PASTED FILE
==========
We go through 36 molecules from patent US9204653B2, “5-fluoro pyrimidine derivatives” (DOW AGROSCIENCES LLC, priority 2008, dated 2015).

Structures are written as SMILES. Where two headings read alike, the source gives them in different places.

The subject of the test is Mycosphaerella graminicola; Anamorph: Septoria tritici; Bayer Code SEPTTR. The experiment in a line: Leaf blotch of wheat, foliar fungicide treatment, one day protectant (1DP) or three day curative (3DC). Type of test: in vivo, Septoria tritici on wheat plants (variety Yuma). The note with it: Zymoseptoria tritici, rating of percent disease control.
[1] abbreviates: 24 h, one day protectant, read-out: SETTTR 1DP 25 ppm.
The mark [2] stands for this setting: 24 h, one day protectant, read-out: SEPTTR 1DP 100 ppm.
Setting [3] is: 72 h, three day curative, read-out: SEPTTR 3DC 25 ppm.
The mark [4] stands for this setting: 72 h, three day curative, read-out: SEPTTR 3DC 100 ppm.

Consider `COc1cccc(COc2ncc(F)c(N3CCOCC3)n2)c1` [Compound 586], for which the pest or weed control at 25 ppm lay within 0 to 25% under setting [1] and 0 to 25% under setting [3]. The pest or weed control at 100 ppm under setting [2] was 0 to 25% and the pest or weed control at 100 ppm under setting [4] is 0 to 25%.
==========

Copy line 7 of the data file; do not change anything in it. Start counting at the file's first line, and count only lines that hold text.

The mark [4] stands for this setting: 72 h, three day curative, read-out: SEPTTR 3DC 100 ppm.